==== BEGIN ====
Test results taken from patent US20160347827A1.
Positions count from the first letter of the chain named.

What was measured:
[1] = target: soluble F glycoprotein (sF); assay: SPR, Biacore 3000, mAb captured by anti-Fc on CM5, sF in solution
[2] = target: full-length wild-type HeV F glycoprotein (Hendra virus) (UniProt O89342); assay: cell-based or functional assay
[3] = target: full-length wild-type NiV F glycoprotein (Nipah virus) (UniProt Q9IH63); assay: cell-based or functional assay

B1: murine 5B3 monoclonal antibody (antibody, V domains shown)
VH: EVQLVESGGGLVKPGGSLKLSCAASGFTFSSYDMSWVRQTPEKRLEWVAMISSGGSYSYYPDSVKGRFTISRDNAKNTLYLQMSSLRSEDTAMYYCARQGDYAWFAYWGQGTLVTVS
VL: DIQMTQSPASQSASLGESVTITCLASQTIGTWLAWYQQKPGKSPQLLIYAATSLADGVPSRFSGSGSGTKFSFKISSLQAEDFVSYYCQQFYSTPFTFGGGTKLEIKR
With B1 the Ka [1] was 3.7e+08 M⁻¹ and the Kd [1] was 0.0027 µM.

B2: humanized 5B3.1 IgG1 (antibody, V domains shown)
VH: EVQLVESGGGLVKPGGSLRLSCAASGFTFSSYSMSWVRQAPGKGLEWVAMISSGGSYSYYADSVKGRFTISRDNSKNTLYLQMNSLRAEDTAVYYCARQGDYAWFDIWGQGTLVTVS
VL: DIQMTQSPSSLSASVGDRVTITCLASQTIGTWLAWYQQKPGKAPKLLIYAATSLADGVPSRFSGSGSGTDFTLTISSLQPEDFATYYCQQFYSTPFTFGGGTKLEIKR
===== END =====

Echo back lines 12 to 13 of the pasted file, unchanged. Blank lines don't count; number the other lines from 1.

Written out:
VH: EVQLVESGGGLVKPGGSLRLSCAASGFTFSSYSMSWVRQAPGKGLEWVAMISSGGSYSYYADSVKGRFTISRDNSKNTLYLQMNSLRAEDTAVYYCARQGDYAWFDIWGQGTLVTVS
VL: DIQMTQSPSSLSASVGDRVTITCLASQTIGTWLAWYQQKPGKAPKLLIYAATSLADGVPSRFSGSGSGTDFTLTISSLQPEDFATYYCQQFYSTPFTFGGGTKLEIKR